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Congestion Pricing

The Roller-Coaster Ride of MTA Boss Janno Lieber

The MTA CEO's role appears to be changing rapidly.

The Streetsblog Photoshop Desk

With DAVE COLON in ALBANY — MTA CEO Janno Lieber went from congestion pricing standard-bearer to Gov. Hochul's tin cup shaker — but his role appears to be changing rapidly as the legislature remains in confusion.

Lieber, who sources have told Streetsblog opposes and was blindsided by the governor's decision to delay congestion pricing, initially started working the phones to get congestion pricing advocates in the state legislature to support a stopgap, non-toll funding scheme — with the hope that congestion pricing can be saved as a concept when lawmakers return to Albany next year.

"He's calling everyone saying he needs money and thinks the stopgap will save congestion pricing for the future," said one Albany lawmaker who received a call from Lieber as legislators take up Hochul's still-non-existent plan to cobble together some combination of taxes or other funding to raise $1 billion for the MTA now, and kick the congestion pricing can down the road.

Another state lawmaker told Streetsblog that Lieber said in a call that without a one-time cash infusion — ironically, the very cash that congestion pricing was supposed to start delivering on June 30 — the MTA won't be able to do any of the existing capital work.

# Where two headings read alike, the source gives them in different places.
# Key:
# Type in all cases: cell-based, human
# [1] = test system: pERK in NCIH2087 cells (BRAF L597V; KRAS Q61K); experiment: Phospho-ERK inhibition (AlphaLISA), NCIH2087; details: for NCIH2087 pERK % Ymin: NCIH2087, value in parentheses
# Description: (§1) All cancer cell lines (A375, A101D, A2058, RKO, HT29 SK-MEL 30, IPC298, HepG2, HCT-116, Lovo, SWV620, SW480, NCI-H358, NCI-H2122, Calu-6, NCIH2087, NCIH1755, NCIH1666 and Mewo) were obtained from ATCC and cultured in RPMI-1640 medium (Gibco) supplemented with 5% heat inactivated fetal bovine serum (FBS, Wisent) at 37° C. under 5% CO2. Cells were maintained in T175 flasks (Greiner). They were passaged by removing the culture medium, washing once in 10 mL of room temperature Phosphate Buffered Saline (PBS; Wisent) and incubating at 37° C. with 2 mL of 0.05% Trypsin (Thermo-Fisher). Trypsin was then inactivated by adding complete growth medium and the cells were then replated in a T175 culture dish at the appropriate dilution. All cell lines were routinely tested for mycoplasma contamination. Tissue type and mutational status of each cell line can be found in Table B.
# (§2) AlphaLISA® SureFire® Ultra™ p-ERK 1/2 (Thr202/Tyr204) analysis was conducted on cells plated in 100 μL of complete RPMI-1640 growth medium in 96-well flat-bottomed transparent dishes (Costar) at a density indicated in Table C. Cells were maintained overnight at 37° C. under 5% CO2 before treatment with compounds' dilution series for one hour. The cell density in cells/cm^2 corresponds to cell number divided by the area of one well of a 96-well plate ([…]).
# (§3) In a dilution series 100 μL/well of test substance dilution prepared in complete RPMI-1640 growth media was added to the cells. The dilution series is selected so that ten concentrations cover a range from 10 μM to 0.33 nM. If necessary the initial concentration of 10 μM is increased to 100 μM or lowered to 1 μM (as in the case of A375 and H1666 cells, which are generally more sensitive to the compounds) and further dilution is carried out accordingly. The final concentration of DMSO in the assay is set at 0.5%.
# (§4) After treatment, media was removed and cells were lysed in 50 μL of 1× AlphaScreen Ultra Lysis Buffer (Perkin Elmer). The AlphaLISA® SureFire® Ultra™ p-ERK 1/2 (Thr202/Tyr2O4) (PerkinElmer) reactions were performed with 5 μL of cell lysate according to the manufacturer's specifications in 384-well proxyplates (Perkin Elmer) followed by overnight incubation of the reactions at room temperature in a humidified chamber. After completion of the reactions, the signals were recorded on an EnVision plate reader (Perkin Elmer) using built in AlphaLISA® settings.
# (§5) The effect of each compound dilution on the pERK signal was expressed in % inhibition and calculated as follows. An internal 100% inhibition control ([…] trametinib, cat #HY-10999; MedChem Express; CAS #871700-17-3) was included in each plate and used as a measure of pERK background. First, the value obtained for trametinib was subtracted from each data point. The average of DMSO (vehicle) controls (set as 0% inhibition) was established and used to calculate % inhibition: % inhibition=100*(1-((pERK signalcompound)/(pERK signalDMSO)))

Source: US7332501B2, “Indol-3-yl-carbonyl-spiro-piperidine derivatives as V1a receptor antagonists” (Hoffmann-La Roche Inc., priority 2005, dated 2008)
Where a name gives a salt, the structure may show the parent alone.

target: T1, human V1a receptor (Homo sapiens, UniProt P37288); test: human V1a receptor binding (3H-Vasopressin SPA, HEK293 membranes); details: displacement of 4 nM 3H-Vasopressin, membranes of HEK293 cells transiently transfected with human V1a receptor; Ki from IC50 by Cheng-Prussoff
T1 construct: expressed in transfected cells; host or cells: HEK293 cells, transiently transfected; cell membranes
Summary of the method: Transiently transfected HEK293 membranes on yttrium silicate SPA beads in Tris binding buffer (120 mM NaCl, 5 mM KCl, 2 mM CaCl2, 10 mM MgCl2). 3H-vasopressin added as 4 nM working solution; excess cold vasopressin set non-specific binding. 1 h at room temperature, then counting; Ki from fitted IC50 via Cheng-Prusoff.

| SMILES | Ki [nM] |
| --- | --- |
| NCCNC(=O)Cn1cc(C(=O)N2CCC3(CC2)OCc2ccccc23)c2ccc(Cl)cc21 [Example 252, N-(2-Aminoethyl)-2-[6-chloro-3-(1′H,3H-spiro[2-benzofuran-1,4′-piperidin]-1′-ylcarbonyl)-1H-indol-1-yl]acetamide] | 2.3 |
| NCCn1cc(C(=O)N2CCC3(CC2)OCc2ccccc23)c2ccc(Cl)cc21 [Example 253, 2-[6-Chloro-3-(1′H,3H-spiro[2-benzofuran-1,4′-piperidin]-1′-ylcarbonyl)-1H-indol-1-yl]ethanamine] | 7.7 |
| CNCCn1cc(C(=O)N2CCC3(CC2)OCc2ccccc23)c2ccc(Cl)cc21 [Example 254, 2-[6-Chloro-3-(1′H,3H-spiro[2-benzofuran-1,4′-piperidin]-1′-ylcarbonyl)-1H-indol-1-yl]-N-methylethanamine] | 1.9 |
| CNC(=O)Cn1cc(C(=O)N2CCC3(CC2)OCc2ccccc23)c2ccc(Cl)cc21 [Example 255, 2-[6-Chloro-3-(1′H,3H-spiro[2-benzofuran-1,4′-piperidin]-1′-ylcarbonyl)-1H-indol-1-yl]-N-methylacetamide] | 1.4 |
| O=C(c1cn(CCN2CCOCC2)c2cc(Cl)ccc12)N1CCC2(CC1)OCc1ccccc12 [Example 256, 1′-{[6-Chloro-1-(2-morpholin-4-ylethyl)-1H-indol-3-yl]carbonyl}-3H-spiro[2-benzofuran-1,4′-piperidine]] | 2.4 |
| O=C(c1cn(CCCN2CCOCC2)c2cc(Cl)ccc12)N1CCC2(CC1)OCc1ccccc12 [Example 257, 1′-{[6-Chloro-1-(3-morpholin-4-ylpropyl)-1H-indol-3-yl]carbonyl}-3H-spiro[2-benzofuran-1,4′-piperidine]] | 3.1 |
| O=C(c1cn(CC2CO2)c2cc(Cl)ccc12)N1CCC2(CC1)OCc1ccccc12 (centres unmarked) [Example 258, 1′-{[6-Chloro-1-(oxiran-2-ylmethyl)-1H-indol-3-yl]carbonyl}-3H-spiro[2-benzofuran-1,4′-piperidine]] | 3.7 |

But since those initial calls, Lieber has apparently pulled back after fully understanding the massive backlash to Hochul's betrayal, one lawmaker said. And at one point, Lieber even threatened to resign over the governor's delay, the Post reported — though it is unclear at what point in this fast-moving timeline that may have occurred.

In any event, Lieber is reading the same tea leaves as everyone else and now sees that a substantial number of legislators won't support the governor.

"She doesn't have the votes in our chamber," one state Senator told Streetsblog.

The bottom line, said a different insider, is it's now up to the governor to make the calls and twist the arms to convince lawmakers to accept her congestion pricing delay and fill the MTA's budget gap. Which could explain why no one has seen the governor in days.

And now, said another source inside the MTA's Lower Manhattan headquarters, the agency will have to take a serious look at dramatically scaling back its aggressive — and until Wednesday, well-funded — capital reconstruction and modernization plans.

With Jackie Zamora in Manhattan

This is a breaking story and will be updated.

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